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There are those who claim "myself" is correct because the sentence is in the passive (???), whereas if we switch it around [...] it all of a sudden magically "becomes" the active voice, so you can no longer use myself, you have to use I.

This is just wrong. The presence of reflexive pronouns is not a test for passivity. My example below, "I introduced myself" is a counterexample.

Below, I'll detail when to use "myself" and show why it's unrelated to voice.


So, to me, a speaker of American English,

The marathon participants were Harry, Luke and myself.

and

The marathon participants were Harry, Luke and me.

are both okay, neither sounds totally grammatical.

The use of reflexive pronouns in English can be explained in X' theory using c-command. An argument c-commands another if it is higher in the deep structure of the sentence, and the reflexive is embedded within its complement.

Further, a reflexive takes its meaning from the argument that c-commands it. So in order to need to say "myself," that must be "I" higher in the tree.

Take this tree below. The determiner phrase "I" c-commands "myself" because "myself" is embedded within I'. This is starting to get technical, so basically, everything within I' is c-commanded by the DP "I" because I' is next to DP in the tree.

Here, "IP" stands for "inflection phrase" and isn't important to understanding the relationship.

Grammatical reflexive parse tree.

The same page has a second tree for the sentence *"Myself is so proud of me." There is no "I" higher in the tree than myself so this sentence is bad (we usually say "ungrammatical.") Don't worry about intermediate structure of the sentence.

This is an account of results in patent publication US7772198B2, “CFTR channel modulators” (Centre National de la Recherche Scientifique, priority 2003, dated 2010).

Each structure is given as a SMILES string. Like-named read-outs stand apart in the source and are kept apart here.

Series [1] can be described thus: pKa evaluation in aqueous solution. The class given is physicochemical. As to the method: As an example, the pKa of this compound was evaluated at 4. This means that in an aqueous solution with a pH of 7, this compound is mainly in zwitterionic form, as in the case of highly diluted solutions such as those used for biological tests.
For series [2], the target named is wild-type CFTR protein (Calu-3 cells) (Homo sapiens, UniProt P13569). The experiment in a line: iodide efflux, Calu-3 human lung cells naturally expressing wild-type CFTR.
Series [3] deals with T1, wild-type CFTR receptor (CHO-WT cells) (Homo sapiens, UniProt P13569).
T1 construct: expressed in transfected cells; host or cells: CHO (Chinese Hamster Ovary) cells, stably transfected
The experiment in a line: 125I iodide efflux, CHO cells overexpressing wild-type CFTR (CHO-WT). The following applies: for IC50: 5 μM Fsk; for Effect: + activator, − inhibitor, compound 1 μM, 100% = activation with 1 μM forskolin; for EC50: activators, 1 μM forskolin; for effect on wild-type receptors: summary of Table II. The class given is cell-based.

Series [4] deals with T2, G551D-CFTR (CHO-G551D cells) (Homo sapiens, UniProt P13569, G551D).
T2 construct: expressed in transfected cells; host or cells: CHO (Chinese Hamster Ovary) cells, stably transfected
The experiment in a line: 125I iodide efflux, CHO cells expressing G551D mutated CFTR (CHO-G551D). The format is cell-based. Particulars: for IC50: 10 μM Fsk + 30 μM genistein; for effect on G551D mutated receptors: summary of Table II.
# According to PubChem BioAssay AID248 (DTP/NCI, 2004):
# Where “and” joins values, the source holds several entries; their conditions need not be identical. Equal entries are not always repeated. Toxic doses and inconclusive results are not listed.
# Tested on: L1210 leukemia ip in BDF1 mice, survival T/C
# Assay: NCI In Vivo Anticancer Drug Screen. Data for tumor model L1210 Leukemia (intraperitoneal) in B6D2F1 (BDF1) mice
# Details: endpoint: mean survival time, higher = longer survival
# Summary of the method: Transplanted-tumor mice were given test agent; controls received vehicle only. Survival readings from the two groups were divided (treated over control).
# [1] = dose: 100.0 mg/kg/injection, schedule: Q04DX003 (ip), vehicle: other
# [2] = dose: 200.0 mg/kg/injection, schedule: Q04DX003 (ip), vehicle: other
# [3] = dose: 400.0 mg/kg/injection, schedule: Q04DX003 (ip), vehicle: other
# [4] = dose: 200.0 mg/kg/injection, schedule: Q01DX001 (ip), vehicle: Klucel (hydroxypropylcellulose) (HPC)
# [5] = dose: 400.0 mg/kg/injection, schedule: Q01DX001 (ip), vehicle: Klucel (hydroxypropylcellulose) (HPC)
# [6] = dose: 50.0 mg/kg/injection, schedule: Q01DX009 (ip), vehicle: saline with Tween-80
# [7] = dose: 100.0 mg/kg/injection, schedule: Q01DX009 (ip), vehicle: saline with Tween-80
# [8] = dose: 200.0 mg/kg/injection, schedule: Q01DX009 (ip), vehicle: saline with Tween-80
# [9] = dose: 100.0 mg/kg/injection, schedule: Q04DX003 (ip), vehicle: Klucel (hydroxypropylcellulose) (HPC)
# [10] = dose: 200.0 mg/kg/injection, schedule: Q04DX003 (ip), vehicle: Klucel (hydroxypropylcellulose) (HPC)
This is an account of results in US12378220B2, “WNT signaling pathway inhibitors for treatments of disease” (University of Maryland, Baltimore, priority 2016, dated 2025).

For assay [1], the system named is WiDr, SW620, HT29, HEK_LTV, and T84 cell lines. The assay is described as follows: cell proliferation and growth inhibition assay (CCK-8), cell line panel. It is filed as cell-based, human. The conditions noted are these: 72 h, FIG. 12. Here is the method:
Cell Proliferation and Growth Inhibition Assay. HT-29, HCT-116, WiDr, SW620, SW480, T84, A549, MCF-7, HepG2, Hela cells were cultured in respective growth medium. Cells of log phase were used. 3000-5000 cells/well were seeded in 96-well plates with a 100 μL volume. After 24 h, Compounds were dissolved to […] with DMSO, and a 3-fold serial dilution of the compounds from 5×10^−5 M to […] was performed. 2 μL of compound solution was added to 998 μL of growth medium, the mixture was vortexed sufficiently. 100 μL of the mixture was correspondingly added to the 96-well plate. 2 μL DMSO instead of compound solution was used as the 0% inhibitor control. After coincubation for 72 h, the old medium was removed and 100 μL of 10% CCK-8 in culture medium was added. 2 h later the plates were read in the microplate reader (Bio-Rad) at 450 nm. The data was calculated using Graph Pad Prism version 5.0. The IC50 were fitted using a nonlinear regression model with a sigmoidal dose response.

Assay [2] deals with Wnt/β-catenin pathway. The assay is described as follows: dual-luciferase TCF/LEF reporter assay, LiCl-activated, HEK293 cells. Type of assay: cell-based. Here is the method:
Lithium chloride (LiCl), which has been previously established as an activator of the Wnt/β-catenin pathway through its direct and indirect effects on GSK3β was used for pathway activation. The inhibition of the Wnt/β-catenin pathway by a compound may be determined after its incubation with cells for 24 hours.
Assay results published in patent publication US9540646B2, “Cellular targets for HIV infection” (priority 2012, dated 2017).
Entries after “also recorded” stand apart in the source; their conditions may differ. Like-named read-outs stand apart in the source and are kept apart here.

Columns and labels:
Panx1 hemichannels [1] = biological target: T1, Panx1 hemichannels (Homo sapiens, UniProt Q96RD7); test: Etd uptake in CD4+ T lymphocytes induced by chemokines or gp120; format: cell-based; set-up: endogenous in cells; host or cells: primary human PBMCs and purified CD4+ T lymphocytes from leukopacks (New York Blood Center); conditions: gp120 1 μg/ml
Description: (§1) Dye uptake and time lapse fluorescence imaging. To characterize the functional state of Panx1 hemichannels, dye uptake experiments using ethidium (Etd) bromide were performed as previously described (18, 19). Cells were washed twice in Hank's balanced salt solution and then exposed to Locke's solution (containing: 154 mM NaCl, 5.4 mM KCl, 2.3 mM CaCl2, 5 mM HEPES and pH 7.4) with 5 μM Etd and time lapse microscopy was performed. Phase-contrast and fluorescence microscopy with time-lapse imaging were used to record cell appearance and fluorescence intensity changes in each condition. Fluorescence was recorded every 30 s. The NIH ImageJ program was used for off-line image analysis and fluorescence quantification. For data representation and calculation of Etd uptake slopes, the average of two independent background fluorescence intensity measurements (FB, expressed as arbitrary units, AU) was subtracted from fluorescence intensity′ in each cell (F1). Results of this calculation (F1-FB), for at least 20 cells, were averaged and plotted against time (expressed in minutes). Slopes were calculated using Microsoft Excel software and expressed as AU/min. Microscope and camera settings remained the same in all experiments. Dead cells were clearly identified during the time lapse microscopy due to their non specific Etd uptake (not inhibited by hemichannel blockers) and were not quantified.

Ungrammatical reflexive parse tree

I suspect that your first sentence, "The marathon participants were Harry, Luke, and myself" is acceptable to you because the person that "myself" refers to is a member of "marathon participants." Other people may not be able to interpret these phrases in the same way, and might find it marginal or "and me" better.

Likewise, *"Harry, Luke and myself were the marathon participants" is bad because there is nothing structurally above "myself."

Finally, you can say "The marathon was participated in by Harry, Luke and me" but not "The marathon was participated in by Harry, Luke and *myself." because there is nothing to c-command "myself" that is interpretable to refer to the same person.

Let me know if I can make this explanation more clear in any way.


Notes:

  1. Trees are from the Wikibooks Government and Binding Theory book.